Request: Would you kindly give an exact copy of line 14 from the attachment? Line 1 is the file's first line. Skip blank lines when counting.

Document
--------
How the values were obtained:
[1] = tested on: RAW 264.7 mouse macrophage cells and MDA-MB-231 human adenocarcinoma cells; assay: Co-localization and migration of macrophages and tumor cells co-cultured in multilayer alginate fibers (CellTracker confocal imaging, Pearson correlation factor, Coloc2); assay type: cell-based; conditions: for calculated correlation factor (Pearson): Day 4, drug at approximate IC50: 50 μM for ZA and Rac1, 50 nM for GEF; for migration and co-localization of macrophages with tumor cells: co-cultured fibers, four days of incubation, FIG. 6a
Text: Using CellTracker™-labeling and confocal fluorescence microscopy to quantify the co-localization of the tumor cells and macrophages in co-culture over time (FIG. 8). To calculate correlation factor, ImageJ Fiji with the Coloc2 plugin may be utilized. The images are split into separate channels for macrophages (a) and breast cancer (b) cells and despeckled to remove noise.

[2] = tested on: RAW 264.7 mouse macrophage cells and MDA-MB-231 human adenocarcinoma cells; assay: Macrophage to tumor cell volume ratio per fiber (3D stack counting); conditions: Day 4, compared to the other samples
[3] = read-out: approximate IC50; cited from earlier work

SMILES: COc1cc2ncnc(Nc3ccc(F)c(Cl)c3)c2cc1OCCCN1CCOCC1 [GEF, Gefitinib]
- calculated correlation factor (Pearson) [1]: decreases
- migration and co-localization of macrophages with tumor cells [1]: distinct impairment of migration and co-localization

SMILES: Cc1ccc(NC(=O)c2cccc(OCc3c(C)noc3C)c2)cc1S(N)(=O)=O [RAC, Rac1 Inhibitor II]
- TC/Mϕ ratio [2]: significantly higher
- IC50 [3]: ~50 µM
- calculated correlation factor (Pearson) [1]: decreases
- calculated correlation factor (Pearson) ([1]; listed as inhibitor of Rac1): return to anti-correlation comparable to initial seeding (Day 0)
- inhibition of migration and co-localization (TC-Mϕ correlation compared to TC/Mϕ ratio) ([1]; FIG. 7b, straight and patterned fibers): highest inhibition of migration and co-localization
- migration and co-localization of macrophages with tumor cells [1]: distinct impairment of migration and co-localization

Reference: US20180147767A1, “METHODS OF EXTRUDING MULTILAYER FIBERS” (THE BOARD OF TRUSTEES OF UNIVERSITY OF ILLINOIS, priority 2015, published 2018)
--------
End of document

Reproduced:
- inhibition of migration and co-localization (TC-Mϕ correlation compared to TC/Mϕ ratio) ([1]; FIG. 7b, straight and patterned fibers): highest inhibition of migration and co-localization